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Warner Home Video presents
10,000 BC (2008)

"I will come back for you. I promise."
- D'Leh (Steven Strait)

Review By: Rich Rosell   
Published: June 23, 2008

Stars: Steven Strait, Camilla Belle
Other Stars: Cliff Curtis, Omar Sharif, Nathanael Baring, Joel Virgel, Affif Ben Badra, Mona Hammond, Marco Khan, Reece Ritchie, Joel Fry, Jacob Renton, Grayson Hunt Urwin, Farouk Valley-Omar, Tim Barlow
Director: Roland Emmerich

MPAA Rating: PG-13 for sequences of intense action and violence
Run Time: 01h:48m:51s
Release Date: June 24, 2008
UPC: 085391139683
Genre: adventure

Image Transfer
Audio Transfer
C- FA-A- D-

DVD Review

It's hip and easy to kick action-meister Roland Emmerich to the curb, and even if his directorial gigs are relatively few and far between he has still managed to come up with the no-brain-required escapist goods when necessary. Perhaps not a finessed auteur or well acquainted the art of subtlety, Emmerich does, however, funnel ridiculous set piece on top of ridiculous set piece, and usually the result is something enjoyably watchable. Dumb, but watchable. Films like Independence Day, Stargate, and The Day After Tomorrow all had enough high caliber thrills and visual effects to feed a small impoverished nation, though the staggering miscue that was Godzilla will always be Emmerich's Waterloo.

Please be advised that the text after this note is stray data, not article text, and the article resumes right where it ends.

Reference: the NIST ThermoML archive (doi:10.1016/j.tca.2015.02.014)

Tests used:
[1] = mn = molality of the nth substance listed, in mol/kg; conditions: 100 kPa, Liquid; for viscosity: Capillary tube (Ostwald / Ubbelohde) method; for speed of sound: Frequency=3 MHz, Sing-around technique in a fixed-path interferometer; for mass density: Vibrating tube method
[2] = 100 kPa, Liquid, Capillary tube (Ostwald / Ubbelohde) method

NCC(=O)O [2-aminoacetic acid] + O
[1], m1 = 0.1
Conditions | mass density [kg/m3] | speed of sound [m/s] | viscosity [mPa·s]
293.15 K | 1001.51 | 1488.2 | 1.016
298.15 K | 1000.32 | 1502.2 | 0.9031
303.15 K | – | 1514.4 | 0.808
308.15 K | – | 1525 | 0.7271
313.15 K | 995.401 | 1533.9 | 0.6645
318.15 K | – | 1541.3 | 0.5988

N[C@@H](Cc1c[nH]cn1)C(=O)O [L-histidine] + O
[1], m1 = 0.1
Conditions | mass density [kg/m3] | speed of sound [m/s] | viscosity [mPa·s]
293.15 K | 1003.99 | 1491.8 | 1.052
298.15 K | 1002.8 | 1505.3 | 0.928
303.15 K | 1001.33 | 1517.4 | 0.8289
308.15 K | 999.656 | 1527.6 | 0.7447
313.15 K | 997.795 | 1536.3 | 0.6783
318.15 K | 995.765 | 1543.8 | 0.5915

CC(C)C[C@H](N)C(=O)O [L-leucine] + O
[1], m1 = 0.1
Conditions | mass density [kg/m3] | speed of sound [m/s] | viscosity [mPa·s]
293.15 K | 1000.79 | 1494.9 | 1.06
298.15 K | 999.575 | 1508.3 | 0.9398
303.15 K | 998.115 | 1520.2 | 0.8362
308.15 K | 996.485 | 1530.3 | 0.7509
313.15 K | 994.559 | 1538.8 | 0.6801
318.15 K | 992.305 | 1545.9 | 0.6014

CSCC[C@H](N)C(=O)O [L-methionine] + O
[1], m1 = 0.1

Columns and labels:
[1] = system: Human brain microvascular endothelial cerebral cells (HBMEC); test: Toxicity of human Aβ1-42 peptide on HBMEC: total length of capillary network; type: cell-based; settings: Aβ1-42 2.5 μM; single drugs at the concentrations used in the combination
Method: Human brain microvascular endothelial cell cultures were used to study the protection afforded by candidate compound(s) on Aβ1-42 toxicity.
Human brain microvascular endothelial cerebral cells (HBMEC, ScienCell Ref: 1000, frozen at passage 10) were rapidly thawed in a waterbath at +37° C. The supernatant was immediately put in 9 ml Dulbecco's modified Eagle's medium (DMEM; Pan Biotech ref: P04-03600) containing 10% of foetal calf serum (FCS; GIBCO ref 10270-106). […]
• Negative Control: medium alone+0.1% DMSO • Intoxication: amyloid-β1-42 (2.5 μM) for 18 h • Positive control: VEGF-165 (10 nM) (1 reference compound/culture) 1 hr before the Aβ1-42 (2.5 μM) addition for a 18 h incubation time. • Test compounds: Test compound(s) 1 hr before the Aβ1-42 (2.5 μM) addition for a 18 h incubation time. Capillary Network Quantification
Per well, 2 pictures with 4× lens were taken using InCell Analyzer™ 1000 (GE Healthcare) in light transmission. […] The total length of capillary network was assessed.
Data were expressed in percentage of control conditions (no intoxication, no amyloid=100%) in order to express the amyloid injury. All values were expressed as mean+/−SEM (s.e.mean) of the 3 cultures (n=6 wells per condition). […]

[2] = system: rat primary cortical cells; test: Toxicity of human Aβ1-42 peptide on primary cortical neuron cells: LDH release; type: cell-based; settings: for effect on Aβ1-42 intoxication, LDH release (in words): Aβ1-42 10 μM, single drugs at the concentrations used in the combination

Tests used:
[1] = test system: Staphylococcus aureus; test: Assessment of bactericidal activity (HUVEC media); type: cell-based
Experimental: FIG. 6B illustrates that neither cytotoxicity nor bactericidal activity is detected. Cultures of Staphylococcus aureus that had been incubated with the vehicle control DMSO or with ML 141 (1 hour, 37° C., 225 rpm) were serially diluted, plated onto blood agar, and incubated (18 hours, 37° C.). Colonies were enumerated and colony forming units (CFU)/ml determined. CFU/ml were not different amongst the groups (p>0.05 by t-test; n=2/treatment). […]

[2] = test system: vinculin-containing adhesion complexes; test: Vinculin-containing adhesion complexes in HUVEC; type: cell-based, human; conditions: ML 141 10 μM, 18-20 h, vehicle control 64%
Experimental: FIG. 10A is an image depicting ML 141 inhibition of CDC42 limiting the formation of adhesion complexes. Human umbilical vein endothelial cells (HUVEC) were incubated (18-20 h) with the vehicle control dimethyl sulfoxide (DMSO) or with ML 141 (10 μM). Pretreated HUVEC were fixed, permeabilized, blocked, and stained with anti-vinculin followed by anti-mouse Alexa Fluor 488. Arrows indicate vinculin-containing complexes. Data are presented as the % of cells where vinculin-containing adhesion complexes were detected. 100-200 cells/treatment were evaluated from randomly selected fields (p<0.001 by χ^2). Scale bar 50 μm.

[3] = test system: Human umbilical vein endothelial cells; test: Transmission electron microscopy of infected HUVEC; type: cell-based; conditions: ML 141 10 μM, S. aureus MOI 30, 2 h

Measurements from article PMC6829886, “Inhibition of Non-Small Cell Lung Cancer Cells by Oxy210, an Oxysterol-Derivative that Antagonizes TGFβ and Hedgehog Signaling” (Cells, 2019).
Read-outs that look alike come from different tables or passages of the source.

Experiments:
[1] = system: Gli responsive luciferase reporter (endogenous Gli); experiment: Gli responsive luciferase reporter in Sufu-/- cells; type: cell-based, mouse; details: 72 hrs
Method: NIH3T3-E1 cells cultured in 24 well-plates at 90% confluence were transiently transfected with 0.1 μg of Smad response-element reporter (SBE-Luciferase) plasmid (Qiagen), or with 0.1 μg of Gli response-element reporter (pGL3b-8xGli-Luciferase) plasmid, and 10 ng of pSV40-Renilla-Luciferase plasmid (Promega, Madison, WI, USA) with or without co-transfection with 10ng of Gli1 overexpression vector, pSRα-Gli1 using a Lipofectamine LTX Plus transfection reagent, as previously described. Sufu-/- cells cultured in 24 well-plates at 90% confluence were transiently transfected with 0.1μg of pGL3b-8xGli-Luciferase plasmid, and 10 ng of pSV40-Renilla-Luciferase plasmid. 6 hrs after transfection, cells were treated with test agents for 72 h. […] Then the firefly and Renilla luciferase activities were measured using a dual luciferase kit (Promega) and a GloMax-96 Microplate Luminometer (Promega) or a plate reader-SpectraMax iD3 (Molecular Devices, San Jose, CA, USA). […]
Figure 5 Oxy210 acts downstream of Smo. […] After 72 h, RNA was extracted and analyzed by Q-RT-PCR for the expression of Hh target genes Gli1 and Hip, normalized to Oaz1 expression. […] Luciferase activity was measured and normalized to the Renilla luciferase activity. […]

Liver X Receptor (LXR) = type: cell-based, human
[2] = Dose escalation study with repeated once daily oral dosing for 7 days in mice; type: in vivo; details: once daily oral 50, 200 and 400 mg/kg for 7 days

With the completely askew history presented in 10,000 BC, Emmerich seems perfectly suited to deliver heaping mounds of the macho silliness the action-heavy trailer promised. I'm not even going to attempt to assign realism to any of the settings, languages, etc., because that would be like reading a superhero comic and suddenly not believing a man could fly. There are just some things one has to accept, and with Emmerich it is typically the notion that plot logic will be forsaken for the more base purpose of big-budget visuals.